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HIV/AIDS

27 October 2008

Early-start ARVs ups survival

People who have the Aids virus should start drug treatments sooner than current guidelines recommend, suggests a large new study.

People who have the Aids virus should start drug treatments sooner than current guidelines recommend, suggests a large new study that could change the care of hundreds of thousands of South Africans.

Those with Aids advised to take their drugs
"The data are rather compelling that the risk of death appears to be higher if you wait than if you treat," said Dr Anthony Fauci, director of the US National Institute of Allergy and Infectious Diseases, which helped pay for the study.

If the results prompt doctors to change practice - as Fauci and other Aids specialists predict - several hundred thousand people who are not taking Aids drugs now would be advised to start. The study was reported Sunday at an infectious diseases conference in Washington.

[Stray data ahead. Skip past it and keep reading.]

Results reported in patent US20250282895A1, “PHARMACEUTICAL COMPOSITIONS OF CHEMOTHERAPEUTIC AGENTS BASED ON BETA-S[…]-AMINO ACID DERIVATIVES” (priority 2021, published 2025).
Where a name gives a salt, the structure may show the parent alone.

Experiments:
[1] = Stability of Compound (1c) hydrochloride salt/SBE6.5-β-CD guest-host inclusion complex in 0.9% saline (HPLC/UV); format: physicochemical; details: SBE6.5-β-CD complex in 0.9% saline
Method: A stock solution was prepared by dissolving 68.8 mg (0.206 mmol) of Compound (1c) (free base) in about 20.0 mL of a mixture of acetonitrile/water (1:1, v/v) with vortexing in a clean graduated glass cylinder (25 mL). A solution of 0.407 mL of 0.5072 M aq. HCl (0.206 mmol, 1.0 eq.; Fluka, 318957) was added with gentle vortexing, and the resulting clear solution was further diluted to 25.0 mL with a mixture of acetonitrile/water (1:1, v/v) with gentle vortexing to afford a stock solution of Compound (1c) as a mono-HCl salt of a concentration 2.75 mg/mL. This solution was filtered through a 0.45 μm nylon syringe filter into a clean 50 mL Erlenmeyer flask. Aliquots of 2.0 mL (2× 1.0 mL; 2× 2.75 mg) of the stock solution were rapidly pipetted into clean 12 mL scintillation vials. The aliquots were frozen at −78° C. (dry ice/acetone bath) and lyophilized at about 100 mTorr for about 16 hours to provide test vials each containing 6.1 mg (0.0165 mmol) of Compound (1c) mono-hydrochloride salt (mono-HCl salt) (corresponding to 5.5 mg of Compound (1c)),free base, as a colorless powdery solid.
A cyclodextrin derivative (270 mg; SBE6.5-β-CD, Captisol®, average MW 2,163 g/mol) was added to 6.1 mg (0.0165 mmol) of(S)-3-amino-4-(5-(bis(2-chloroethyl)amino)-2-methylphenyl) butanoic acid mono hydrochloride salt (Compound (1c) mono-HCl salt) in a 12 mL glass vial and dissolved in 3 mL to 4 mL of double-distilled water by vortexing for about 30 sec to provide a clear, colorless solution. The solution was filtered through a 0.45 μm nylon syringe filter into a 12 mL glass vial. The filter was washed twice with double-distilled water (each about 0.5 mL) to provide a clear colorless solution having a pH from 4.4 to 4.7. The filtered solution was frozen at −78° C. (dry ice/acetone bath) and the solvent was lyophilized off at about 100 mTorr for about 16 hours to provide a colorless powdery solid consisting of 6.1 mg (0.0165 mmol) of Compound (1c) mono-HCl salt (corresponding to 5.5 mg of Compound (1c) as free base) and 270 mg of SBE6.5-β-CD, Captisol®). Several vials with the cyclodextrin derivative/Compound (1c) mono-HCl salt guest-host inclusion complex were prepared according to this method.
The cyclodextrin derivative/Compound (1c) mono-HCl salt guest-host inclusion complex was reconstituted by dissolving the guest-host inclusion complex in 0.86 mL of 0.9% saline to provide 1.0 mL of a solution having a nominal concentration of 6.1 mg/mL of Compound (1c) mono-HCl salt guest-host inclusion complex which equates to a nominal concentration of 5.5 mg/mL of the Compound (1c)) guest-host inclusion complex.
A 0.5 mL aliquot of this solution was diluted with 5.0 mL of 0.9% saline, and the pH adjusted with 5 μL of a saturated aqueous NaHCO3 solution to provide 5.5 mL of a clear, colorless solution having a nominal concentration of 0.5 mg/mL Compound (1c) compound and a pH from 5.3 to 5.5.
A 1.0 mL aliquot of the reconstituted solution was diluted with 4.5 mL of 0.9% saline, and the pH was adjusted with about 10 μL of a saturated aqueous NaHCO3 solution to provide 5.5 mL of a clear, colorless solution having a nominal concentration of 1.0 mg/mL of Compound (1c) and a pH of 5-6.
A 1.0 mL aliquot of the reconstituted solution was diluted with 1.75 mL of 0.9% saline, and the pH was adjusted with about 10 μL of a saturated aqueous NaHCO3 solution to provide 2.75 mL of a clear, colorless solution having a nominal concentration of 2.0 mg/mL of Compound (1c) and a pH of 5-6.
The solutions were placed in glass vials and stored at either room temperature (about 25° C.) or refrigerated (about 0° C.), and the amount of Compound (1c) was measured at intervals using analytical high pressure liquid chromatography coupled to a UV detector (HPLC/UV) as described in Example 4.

How the study was done
"There was this thinking, maybe the drugs were worse than the disease. If you could wait as long as you possibly could wait, you would have fewer side effects," said Dr Robert Schooley, infectious diseases chief at the University of California, San Diego.

People still being tested too late
The bigger problem is that as many as a third of people diagnosed with HIV only discover they are infected after their T-cell counts already have fallen below 350 and they have serious complications.


The future of HIV/Aids in SA
Aids targets missed - UN

 

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